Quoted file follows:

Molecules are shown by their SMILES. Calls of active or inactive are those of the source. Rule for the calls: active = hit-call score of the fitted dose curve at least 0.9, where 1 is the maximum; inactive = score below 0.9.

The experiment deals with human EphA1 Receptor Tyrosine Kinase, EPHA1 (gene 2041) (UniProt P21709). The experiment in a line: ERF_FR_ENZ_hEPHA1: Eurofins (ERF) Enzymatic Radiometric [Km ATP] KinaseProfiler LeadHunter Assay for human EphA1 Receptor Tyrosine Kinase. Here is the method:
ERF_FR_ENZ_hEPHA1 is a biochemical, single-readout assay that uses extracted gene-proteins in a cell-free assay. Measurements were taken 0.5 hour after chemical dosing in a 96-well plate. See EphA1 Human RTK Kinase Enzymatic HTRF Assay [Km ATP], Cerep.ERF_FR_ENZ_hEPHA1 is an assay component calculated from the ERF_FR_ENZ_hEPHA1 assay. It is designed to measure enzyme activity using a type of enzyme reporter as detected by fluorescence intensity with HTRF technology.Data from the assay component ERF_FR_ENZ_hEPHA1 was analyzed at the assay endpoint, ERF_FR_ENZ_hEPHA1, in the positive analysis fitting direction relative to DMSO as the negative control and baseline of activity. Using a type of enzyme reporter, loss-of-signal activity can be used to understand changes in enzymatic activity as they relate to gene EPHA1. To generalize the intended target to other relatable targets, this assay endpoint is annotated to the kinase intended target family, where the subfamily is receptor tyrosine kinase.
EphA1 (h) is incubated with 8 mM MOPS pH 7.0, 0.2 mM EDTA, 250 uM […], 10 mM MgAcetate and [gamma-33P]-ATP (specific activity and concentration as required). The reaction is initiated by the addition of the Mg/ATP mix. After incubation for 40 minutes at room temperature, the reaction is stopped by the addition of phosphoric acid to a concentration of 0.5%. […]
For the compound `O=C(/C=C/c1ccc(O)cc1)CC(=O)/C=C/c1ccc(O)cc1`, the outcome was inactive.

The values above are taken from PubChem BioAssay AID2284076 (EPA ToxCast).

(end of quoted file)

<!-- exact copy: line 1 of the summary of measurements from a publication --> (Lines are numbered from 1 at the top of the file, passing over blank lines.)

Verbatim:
Molecules are shown by their SMILES. Calls of active or inactive are those of the source. Rule for the calls: active = hit-call score of the fitted dose curve at least 0.9, where 1 is the maximum; inactive = score below 0.9.